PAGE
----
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Having a good relationship with a boatbuilder is always a great first step when you’re ready to move into a new ride. That was the case with Gary Smith, a lifelong big-game fisherman from Fort Walton Beach, Florida, and owner of a 40-foot high-performance catamaran from Barker Boatworks.
“I had owned a 26 Barker and was just super impressed with not only the boat but also the people at the factory in Sarasota,” he says. “They showed me the drawings for the 40 they were building and asked if I’d be interested. I had never even stepped foot on a cat before, but I said sure, just based on our past relationship.” Having fished plenty of days and tournaments on his family’s 66-foot Viking, Smith wanted to bring that big-boat aesthetic to the new build while also capitalizing on the inherent features of a catamaran design, namely plenty of real estate and high speeds, especially in the short, steep chop that’s most frequently encountered in the northern Gulf of Mexico.
Both of those factors can be attributed to the Michael Peters-designed asymmetrical cat hull, according to Barker Boatworks president Kevin Basirico. “In a conventionally designed catamaran, you essentially have two V-bottom hulls side by side. In an asymmetrical boat, you’re splitting a single V-bottom down the middle, which results in a sponson with a flat inside edge and an angled outside edge.” The result is a superior ride and handling characteristics, and Peters should know—his cat designs have won 18 world championships on the high-performance racing side.
To take full advantage of the speedy characteristics, Smith and Barker agreed on a power package of quad Mercury Racing 450 hp outboards, as well as racing jack plates to completely dial in the motor heights for maximum performance. The result is an 80-mile-per-hour rocket ship that has the ability to cruise anywhere from 40 to 60 miles per hour depending on the sea conditions. “The speed was one thing that really impressed me with this boat,” Smith says. “When we’re fishing out of Destin on the big boats, we’re doing multiday trips to the rigs to go marlin and tuna fishing. With this boat, when we have a window of good weather, I can blast out there and get back in a day, which is important with a busy work schedule. We have eight new FADs that are 60 to 80 miles offshore, and we can be live-baiting for blue marlin out there an hour after leaving Destin Pass.”
To accommodate that live-bait mission, the owner and builder collaborated on an option that definitely ups the boat’s wow factor: a series of seven extra-large tuna tubes built into the aft side of the enormous leaning post, concealed beneath a flip-up lid. The tubes are plumbed to a customized Hooker Electric sea-chest setup that also supplies raw water to additional livewells in the boat’s deck and transom. “Ten years ago, everyone in the Gulf was pulling lures,” Smith says. “That’s all changed—today it’s all live-baiting, and we’ve caught plenty of nice fish using this setup. It works really well.”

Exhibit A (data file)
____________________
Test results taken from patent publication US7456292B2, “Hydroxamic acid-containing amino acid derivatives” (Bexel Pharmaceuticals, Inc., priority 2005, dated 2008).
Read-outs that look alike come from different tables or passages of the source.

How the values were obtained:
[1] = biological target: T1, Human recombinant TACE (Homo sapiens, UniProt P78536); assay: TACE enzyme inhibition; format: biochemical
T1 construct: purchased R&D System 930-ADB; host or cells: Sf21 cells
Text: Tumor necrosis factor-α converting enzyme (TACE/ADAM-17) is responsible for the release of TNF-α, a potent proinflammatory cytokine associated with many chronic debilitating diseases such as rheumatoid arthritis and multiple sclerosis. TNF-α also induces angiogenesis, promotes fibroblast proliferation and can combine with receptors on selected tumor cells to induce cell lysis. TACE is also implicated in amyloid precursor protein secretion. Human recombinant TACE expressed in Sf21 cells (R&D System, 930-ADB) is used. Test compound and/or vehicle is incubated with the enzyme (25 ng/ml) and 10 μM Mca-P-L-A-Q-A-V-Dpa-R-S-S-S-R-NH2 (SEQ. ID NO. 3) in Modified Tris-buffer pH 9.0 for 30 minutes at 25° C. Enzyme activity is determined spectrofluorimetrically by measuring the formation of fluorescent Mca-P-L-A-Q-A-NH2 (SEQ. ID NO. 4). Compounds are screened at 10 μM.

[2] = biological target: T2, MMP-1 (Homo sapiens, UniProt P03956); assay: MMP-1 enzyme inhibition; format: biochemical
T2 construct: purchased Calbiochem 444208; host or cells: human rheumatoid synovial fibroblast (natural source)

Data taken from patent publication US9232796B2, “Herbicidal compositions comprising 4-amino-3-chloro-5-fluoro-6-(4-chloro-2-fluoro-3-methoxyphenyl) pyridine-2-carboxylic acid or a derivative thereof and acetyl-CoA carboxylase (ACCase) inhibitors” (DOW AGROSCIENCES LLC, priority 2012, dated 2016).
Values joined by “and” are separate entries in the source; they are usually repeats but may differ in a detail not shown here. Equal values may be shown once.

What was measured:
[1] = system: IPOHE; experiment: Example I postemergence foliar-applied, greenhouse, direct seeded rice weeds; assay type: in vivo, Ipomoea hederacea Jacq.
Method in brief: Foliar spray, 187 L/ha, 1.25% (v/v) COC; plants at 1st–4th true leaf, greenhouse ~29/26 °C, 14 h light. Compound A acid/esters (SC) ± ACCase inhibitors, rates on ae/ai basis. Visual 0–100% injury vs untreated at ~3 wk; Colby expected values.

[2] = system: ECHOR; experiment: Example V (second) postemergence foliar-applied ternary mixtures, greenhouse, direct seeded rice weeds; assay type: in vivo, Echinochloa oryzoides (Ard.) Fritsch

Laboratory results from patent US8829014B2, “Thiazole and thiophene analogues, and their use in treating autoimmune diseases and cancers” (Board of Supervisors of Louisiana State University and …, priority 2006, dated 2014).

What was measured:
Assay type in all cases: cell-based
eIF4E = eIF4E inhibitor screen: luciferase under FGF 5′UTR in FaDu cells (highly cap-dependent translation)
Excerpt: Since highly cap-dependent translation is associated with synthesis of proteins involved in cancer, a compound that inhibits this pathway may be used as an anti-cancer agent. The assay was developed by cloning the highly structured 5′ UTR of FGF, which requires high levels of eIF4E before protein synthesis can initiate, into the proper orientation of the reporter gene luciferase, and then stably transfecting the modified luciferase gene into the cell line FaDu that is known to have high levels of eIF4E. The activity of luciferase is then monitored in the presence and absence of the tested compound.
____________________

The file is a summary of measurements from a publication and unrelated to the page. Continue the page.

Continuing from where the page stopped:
More big-boat touches abound, from the teak-trimmed helm deck and 24-inch Garmin multifunction displays to the custom Release Marine seating: two rows of luxury, with the two forward outboard seats able to swivel in any direction (watching the baits has never been this comfy). And because tuna and bottomfish are frequently on the target list, the boat’s fish boxes are cavernous, with two forward in the bow area and two more amidships. “I fish a lot with my wife and daughters, who love to deep-drop,” Smith says. “I enjoy it because it’s a pretty easy way to fish—we just plug in the electrics, and all I have to do is unhook fish. They love the boat because there’s plenty of room, and it’s also very stable in the ocean.”
The quality of the rig’s construction also shines through. According to Basirico, only the highest-quality components are used in any Barker build, which feature yacht-quality fit-and-finish throughout.
“Sometimes a customer will come to us with a suggestion for something better, and we’ll incorporate it in our future boats,” he says. It’s a sentiment that Smith echoed as well. “We were able to work with them on some features that they hadn’t done yet on any of their builds, and [the design team] never said no,” he says. “It was a lot of fun working on this boat, getting everything just right.” And yet it’s a relatively simple design, without a bunch of extra systems that require constant maintenance or repair.
Since taking delivery of Hull No. 2 of that model following the Palm Beach Boat Show in 2021, Smith has tallied some incredible catches, with many more to come. And that tongue-in-cheek name? There’s nothing slow about Slowmocean, that’s for sure.